Older populations are at risk of becoming victims of several different types of abuse. The most common form of abuse taking place in today’s world is financial abuse. This type of abuse is commonly perpetrated by those that know the victim; however, others that are not known by the victim may also take advantage of their finances in an illegal fashion and in numerous ways. It is critical that you know the steps to protect your loved one’s financial matters. Proper management is the key to success. Learn how to identify the signs of financial abuse and protect your loved ones.
Signs of Financial Abuse
There are many signs or indicators that an elderly adult is being subjected to financial abuse. In some instances, the presence of these signs could indicate a mistake on the individual’s part. It is not uncommon for an elderly person to make a mistake with their money. These mistakes could be a result of taking medications, health conditions, or an indicator of a failing memory; however, if several signs are present, it is best to research the issue and determine if someone is taking advantage of your loved one. The following outlines the most common indicators of financial abuse:
- Your loved one may have unpaid bills – including their mortgage or rent and utility bills. They may receive a foreclosure threat, an eviction notice, or may experience a discontinuation in certain services – such as their home phone, cell phone, electricity, water, gas, or cable services.
- Their personal belongings and other property may come up missing.
- When reviewing bank statements, you may discover unexplained cash withdrawals. The amounts may be high or you may see several small amounts withdrawn. Additionally, you should look for withdrawals that could not have been made by your loved one.
- If your loved one is paying for any type of care or service – be it lawn care, housecleaning services, or nursing care – and you notice that the services being provided are substandard, they may be suffering from financial abuse.
- You may notice that certain documents – such as checks and/or legal paperwork – has forgeries.
- You may find that your loved one does not have the money for things that they once did. For example, they are unable to pay for their medications, buy groceries, care for their pets, and other necessities.
- Your loved one may not understand or remember where their money went and why their financial situation is the way that it is.
Strategies for Protecting Finances
There are several different strategies that may be used to protect an older loved one’s finances. The first and main technique is to place an emphasis on organizing all of your loved one’s records and knowing exactly what they have in all of their accounts. Next, help your loved one complete the following:
- First, have them choose an individual that they wish to share their financial information with. This should be a person that can help with everyday financial matters and is willing to take over should the individual experience any type of incapacitation. It is best to have one main person to help with financial matters; however, you may help your loved one select two people, with one being back up if the first person is unable to assist for some reason.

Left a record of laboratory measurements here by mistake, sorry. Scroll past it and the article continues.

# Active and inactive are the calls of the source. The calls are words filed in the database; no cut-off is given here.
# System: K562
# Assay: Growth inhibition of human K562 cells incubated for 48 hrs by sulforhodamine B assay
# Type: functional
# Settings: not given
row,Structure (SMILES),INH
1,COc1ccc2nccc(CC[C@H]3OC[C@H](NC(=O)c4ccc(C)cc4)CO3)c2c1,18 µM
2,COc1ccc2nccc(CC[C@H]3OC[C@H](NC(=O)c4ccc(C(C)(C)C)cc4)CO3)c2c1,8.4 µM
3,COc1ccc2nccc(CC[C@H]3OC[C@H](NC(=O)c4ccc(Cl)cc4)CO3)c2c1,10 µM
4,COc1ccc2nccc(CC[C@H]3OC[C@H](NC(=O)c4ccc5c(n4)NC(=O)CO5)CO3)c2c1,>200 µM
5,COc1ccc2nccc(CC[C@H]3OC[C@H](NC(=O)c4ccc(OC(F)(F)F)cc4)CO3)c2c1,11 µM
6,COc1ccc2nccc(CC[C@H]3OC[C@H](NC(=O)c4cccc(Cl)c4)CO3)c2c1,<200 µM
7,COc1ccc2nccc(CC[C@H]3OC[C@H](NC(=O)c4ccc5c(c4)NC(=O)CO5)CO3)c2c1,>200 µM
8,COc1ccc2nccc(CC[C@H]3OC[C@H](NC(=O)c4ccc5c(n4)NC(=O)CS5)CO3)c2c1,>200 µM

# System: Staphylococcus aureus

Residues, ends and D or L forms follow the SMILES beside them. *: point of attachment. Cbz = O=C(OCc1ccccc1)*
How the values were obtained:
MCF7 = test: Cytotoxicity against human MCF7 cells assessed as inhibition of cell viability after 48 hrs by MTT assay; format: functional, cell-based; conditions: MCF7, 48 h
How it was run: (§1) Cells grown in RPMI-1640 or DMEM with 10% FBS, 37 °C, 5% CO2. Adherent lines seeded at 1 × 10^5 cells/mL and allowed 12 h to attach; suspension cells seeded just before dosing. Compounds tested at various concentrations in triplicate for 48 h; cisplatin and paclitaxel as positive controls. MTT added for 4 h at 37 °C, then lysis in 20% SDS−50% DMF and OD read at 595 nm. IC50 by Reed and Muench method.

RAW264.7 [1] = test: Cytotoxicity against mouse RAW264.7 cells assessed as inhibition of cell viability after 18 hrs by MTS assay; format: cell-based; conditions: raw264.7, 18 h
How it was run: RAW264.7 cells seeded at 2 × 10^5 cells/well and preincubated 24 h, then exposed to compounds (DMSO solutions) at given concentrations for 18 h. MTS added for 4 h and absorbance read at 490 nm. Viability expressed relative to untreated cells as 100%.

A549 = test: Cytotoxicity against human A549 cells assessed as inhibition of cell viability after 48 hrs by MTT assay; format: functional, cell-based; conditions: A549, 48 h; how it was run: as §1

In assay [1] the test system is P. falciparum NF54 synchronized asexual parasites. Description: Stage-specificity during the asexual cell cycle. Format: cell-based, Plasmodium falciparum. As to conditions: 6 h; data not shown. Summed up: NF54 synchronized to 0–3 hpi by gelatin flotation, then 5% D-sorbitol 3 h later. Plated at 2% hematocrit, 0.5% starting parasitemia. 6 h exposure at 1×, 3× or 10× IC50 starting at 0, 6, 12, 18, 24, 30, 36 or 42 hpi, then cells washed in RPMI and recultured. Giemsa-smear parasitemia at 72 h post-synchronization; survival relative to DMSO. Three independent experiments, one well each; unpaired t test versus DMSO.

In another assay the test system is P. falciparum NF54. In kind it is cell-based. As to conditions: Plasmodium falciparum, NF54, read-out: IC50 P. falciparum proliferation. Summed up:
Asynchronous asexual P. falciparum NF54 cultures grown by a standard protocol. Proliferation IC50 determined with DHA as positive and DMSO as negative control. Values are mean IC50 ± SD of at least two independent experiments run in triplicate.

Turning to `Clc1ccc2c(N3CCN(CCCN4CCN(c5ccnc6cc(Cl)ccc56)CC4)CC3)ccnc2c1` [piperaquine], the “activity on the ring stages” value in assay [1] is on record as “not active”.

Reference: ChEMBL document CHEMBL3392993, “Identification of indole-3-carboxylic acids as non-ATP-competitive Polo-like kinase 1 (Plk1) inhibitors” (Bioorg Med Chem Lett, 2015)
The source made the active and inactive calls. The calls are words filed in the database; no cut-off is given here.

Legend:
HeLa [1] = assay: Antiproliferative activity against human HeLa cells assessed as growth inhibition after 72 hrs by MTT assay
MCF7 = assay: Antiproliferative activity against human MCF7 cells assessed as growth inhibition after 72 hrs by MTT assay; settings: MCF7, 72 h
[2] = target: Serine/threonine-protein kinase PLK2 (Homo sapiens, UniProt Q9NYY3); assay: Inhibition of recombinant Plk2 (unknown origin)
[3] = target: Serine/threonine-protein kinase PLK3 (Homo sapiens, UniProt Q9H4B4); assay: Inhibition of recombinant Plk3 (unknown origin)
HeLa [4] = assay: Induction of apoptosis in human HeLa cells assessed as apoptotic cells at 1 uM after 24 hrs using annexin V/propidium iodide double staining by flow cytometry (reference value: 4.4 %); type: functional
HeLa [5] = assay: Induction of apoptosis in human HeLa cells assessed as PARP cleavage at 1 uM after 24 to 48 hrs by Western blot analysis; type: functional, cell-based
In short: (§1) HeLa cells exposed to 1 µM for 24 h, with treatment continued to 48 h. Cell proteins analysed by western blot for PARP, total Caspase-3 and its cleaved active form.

- Next, have your loved one order a copy of their credit report from each of the three main credit bureaus, once a year. This may be done by calling 1-877-322-8228.
- You should encourage your loved one to avoid using cash for transactions. Instead, have them pay with the checks and/or debit card from their bank. This way, all transactions can be properly recorded.
- Sign up for the service with the elderly loved one’s bank that allows images of all checks and withdrawals to be saved. That way, if there is a question in the future about a transaction, you can go back into the account, pull up the image, and observe it for suspicious activity – such as forgeries.
- Make certain that your loved one NEVER provides any financial or personal identifiable information over the phone. That is, unless they called out. In other words, if someone calls them and pretends to be the bank, they should not provide their account information; however, if they call their bank and the person requests it, that is appropriate.
- Your loved one should be provided with a medium to large fireproof/waterproof safe where they may keep their checkbook, statements, valuables, and other critical information.
- Encourage your loved one to only carry that in their wallet/purse that is necessary. For example, it is appropriate to carry a form of identification – such as a driver’s license – and an insurance card, but they should place any unnecessary items in their safe. These items may include their Social Security card, credit cards, and similar items. This helps to protect them should their lose or accidentally misplace their belongings and it falls into the hands of another.
- Become aware of the scams that are targeting older adults and go over the information with your loved one so that they know what is legitimate and what is not. This is a very important step as the elderly are frequently targeted by those that want illegal access to their money.
- Take your loved one to an attorney that can help them create financial documents, wills, estate planning, and other legal paperwork. Make it known to the attorney that someone should be contacted if the individual goes back to make sudden changes – especially if someone is with them.
- Encourage your loved one to designate a power of attorney. You should look into the types to determine which is most appropriate. Examples of the types include “Limited”, “General”, “Durable”, and “Springing”.